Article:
A publisher of a West Village newspaper got into a physical confrontation with a state senator and a Quinn campaign intern at a press conference held Monday by Christine Quinn's mayoral campaign at the former site of St. Vincent's Hospital. NY1's Courtney Gross filed the following report.
When the subject of hospital closures hit the campaign trail on Monday, things got heated.
A publisher of a West Village newspaper, George Capsis, went after State Senator Brad Hoylman, and then, moments later, off camera, he went after an intern for Christine Quinn's mayoral campaign.
A group of Quinn supporters was in front of the former site of St. Vincent's Hospital, defending her record.
The press conference was overrun by an anti-Quinn group trying to drown out Quinn's message. The group shouted, "Shame on you!"
Capsis was unapologetic, saying he just lost his wife several days ago. He said she was at a Bronx hospital.
"If this hospital had existed, I could have walked two blocks and spent time with her," Capsis said. "That man and the politicians, like Quinn, turned their back on the community."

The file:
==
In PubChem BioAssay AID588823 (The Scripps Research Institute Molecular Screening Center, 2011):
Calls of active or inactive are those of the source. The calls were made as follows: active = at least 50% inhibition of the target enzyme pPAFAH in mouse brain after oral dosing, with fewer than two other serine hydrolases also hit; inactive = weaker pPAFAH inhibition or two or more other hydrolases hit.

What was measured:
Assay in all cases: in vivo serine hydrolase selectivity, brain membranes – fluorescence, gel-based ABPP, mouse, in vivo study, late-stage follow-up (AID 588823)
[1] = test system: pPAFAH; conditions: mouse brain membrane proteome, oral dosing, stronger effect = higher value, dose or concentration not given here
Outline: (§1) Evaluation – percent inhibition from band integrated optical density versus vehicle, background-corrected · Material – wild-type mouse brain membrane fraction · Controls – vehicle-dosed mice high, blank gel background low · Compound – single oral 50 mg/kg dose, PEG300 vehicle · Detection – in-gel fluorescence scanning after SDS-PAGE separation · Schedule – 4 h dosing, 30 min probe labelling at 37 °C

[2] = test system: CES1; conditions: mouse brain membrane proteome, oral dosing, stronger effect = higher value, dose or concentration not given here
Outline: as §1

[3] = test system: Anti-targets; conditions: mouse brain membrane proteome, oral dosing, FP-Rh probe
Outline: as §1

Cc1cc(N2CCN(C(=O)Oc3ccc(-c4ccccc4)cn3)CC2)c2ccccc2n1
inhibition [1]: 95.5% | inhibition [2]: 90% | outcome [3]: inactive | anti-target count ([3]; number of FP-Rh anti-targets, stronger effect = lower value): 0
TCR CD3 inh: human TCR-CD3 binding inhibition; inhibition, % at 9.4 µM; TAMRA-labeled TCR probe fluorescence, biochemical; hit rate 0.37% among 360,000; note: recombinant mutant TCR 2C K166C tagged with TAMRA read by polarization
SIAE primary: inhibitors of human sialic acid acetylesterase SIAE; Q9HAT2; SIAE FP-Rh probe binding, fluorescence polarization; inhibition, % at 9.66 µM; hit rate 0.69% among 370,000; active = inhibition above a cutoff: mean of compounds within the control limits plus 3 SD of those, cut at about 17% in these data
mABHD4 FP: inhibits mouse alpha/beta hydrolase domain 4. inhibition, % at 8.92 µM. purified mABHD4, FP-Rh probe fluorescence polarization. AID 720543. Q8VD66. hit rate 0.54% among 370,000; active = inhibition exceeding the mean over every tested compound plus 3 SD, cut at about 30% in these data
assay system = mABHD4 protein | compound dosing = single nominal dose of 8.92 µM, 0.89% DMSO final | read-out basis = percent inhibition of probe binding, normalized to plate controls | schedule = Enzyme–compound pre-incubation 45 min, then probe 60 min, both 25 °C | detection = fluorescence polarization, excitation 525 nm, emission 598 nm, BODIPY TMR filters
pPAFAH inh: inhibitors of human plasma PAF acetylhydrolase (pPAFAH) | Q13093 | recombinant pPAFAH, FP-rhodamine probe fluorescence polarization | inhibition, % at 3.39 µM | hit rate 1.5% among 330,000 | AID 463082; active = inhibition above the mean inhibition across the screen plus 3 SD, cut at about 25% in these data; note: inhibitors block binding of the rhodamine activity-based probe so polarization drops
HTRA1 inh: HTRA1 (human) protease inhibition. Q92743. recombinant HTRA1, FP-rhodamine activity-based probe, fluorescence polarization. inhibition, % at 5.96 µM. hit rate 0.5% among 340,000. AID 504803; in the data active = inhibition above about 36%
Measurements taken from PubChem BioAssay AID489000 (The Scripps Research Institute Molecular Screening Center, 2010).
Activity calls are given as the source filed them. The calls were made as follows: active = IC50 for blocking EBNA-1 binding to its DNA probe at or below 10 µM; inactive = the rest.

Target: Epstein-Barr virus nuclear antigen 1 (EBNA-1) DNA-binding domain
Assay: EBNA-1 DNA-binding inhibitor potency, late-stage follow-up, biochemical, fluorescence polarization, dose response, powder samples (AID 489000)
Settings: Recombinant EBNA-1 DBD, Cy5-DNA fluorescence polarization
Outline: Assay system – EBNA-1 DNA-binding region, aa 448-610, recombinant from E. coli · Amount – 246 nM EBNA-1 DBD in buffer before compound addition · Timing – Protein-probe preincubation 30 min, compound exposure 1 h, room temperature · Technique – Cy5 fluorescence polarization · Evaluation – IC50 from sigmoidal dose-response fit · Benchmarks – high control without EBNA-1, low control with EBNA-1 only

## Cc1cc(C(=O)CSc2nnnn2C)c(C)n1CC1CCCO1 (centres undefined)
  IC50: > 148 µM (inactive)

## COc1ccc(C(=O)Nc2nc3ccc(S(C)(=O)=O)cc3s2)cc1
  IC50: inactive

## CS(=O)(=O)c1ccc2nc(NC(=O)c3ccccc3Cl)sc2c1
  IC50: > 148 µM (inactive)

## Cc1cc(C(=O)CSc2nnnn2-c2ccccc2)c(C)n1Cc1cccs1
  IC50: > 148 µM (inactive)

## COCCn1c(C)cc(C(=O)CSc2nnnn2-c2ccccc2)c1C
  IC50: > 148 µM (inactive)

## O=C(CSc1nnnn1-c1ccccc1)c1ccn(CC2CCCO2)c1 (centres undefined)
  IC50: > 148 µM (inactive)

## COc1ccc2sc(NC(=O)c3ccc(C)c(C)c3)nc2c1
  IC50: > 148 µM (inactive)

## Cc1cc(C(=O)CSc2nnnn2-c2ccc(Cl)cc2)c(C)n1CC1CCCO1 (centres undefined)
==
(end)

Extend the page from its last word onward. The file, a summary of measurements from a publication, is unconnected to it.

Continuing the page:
Just an hour after the incident occurred, de Blasio was on the same block, beneath the condo development set to replace the now-shuttered St Vincent's.
"Speaker Quinn, who was the head of the legislative branch of this city government, whose district St. Vincent's is in, I would ask her why her efforts did not succeed, why the mayor she supported did not intervene, why she lost this hospital," de Blasio said.
"No one worked harder than my staff and myself to try to save that hospital," Quinn said. "I appreciate the times the public advocate joined with me in that effort, but real leadership isn't recreating history and finger-pointing.
St. Vincent's closed down in 2010, but candidates used the backdrop Monday to talk about hospital closures across the city.
Fellow Democratic mayoral candidate William Thompson came to the same street corner to put forward his own hospital plan.
"This is about putting together a plan that will save our hospitals," he said.
Thompson's announcement was clearly less dramatic.